You can walk all the way to Cromarty, but we only went as far as Caird’s Cave (also known as the Travellers’ Cave). It is a shallow, granite cavern, which was occupied around the time of WWI by ‘Captain’ Devine and his wife. They coppiced the hazel by the burn, sharpened knives and mended pots and pans.
A cave near Rosemarkie was excavated by Dr William MacLean 1907-1912. He found many pieces of worked bone, mainly basic pins and awls; one was better finished and originally had five pieces of amber inset. An excavation in 2010 proved that Cairds’ Cave was the location of Dr MacLean’s excavation. Radiocarbon dating has shown that the base of the cave dates to 300 BC, while the bones removed by Dr MacLean date back to 700-600 AD.
There are 19 caves along the coast from Rosemarkie to Cromarty. They are currently being investigated by the Rosemarkie Caves Project.
We turned back and headed to the Rosemarkie Beach Café for some (almost well-deserved) refreshment. We didn’t see any dolphins, but there is always next time!
It’s Beltane’s Day on Thursday – a pagan fire festival which goes back to pre-Christian times, which was supposed to encourage the crops to grow. In more recent times it has been a tradition for young girls to rise early to wash their faces in the dew on 1st May.
This got me thinking about traditions that still continue. Just along the road from us is the Clootie Well, a rather strange remnant of an ancient tradition, once commonly found in Scotland and Ireland, of holy wells to which pilgrims would come and make offerings, usually in the hope of having an illness cured. This tradition dates far back into pre-Christian times, to the practice of leaving votive offerings to the local spirits or gods in wells and springs.
The holy well at Munlochy, also known as Hill O’Hirdie or St Curitan’s Well, is said to date back to, and probably beyond, the time of St Boniface or Curitan, who worked as a missionary in Scotland in about 620AD. Pilgrims would come and perform a ceremony, which involved circling the well sunwise three times before splashing some of its water on the ground and saying a prayer. They would then tie a piece of cloth or ‘cloot’ that had been in contact with an ill person to a nearby tree. As the cloot rotted away, the illness would leave the sick person.
An alternative tradition suggests that sick children would be left here overnight to be healed. Presumably those that survived the terrifying ordeal of being left out overnight in what is, quite frankly, a rather creepy location would have been likely to recover anyway.
The Clootie Well is still used today, although people tend to leave garments made of synthetic material that doesn’t rot. This isn’t environmentally friendly and nor, in terms of the tradition, will it do any good for the person needing a cure! It’s probably fair to say that the well is now the focus for a range of alternative world views and will undoubtedly be visited on Beltane.
Despite its slightly creepy feeling, the Clootie Well is worth a visit. There is a dedicated Forestry Commission car park right next to it and a footpath to the well.
The Black Isle has many photogenic spots and this morning I got up with the larks to try and photograph the sunrise over the Sutors of Cromarty. It was a bit murky and the sunrise didn’t amount to spectacular skies, but sea and sky still provided some drama.
The Sutors of Cromarty are two opposing headlands which mark the entrance to the Cromarty Firth. The North Sutor rises to 147 m, while the South Sutor reaches 140m.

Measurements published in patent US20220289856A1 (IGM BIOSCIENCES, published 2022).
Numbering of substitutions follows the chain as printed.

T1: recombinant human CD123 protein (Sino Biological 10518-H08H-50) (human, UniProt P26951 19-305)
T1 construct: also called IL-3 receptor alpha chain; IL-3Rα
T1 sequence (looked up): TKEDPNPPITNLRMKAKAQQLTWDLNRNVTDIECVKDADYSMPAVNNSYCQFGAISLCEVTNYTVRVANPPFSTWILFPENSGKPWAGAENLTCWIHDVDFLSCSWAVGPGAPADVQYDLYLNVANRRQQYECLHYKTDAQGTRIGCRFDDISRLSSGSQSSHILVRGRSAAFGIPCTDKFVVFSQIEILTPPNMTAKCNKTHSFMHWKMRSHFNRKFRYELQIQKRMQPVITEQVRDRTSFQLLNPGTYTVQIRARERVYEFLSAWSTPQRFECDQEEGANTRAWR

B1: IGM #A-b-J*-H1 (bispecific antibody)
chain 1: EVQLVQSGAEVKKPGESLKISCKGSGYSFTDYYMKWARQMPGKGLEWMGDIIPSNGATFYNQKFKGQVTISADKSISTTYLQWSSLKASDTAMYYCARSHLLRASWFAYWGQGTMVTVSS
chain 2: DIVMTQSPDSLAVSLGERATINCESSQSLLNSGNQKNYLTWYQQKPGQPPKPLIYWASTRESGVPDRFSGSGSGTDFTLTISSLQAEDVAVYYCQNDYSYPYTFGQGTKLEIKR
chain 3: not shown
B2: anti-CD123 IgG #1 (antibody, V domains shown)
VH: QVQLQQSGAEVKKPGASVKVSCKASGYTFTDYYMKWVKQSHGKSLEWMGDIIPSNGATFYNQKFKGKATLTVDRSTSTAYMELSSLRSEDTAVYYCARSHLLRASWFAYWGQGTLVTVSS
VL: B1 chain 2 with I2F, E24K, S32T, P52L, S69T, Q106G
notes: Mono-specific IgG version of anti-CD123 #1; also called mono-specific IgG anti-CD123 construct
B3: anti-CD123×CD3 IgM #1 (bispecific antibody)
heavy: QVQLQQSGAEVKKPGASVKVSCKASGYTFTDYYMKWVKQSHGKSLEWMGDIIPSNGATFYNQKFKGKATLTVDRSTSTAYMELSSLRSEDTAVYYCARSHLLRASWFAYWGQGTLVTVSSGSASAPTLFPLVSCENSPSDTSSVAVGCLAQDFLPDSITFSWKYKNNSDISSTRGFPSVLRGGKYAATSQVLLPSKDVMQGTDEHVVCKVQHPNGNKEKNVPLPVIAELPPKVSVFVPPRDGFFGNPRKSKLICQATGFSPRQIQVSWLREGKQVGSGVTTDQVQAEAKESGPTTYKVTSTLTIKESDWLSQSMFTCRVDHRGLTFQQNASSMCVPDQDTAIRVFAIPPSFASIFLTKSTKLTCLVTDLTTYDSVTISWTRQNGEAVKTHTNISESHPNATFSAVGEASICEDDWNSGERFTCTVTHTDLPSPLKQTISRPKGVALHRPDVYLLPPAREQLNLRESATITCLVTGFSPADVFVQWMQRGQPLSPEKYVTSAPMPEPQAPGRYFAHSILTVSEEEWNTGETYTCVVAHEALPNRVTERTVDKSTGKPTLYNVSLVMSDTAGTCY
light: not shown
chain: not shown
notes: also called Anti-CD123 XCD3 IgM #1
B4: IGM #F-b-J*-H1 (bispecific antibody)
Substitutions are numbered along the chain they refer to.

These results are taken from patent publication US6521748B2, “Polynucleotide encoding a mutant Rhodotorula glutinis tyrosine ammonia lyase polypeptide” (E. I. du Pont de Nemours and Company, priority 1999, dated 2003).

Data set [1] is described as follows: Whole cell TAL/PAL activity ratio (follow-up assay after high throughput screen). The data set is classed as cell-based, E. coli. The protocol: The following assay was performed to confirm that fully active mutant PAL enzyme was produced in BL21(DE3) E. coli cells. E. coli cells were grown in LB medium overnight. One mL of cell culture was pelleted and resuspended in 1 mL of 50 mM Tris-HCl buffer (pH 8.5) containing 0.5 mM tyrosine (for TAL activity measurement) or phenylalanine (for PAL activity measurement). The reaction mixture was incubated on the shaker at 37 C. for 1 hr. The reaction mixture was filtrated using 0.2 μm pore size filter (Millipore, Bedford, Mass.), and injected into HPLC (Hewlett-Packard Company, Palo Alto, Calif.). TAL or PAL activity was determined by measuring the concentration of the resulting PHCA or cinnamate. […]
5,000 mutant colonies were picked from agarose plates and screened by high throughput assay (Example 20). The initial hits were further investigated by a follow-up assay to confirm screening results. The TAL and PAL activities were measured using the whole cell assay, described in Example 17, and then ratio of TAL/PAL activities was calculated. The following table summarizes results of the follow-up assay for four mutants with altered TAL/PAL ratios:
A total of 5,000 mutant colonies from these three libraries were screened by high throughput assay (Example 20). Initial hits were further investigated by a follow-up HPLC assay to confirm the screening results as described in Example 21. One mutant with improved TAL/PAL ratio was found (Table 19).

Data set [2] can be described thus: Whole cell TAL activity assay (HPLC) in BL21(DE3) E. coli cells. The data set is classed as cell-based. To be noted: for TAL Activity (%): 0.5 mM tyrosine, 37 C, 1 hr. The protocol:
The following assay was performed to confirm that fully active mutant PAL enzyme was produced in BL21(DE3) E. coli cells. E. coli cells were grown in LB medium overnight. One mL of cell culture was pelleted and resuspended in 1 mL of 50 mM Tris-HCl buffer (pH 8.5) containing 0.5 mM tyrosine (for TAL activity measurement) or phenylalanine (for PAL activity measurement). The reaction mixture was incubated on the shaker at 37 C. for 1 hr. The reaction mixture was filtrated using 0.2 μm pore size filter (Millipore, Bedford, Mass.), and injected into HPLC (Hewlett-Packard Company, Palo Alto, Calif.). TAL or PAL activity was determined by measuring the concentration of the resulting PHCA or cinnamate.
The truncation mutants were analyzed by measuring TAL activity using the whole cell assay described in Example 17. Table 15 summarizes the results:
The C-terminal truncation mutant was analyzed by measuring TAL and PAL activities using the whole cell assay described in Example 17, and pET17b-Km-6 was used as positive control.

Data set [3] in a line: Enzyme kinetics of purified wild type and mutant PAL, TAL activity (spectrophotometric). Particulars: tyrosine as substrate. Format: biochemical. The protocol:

The Sutors stand guard over the firth, and many stories have been told about them. Sutor is the Scots word for shoemaker, and one story tells of two giant shoemakers, the sutors, who used the two cliffs as their workbenches, and tossed their tools to and fro between one another.
Both the North Sutor and South Sutor carry the remains of substantial military gun emplacements, coastal batteries built in the early 20th century to protect and defend the naval anchorage in the firth, which saw service during both World War I and, to a lesser degree, World War II, but was abandoned by the 1950s. Built before the outbreak of World War I, this protection included elaborate defences to protect the firth from U-Boats, including not only the batteries, but a Boom Defence and Minefield, together with Lookout and Observation Posts, and Searchlight Batteries.
There is a nice circular walk around the South Sutor. You can find instructions on the WalkHighlands website here.
After the lovely balmy weather we had at the start of last week the weekend was a bit overcast and blowy. That didn’t stop the Highland Canoe Polo group getting out onto Loch Achilty, near Contin for their first outdoor match of the year. It looked great fun, if a bit chaotic at times!
For the uninitiated (like me) canoe polo is played by two teams of five players on any piece of flat water large enough to take a pitch with the aim being to score goals in nets suspended a couple of metres above the water.
Loch Achilty is also great for more sedate forms of paddling….although some sea kayakers out at the same time as the match eventually joined in!
There’s still snow on the Ben (as Ben Wyvis is known around here), but we’ve now had three days of glorious sunshine and there are definitely signs that Spring is on the way. During a quick wander round the farm this afternoon, I saw that the gorse is starting to bloom – some gorse is almost always in flower, giving rise to the old country saying ‘When gorse is out of bloom, kissing’s out of fashion’ – although there wasn’t enough bloom to get the heady coconut scent. The catkins are going strong and I found some crocuses hiding under a rose bush. The fruit trees are budding up nicely too.
Today’s forecasted deluge didn’t really materialise, but there was enough water about for a quick trip down the Blackwater for Torquil and Lewis.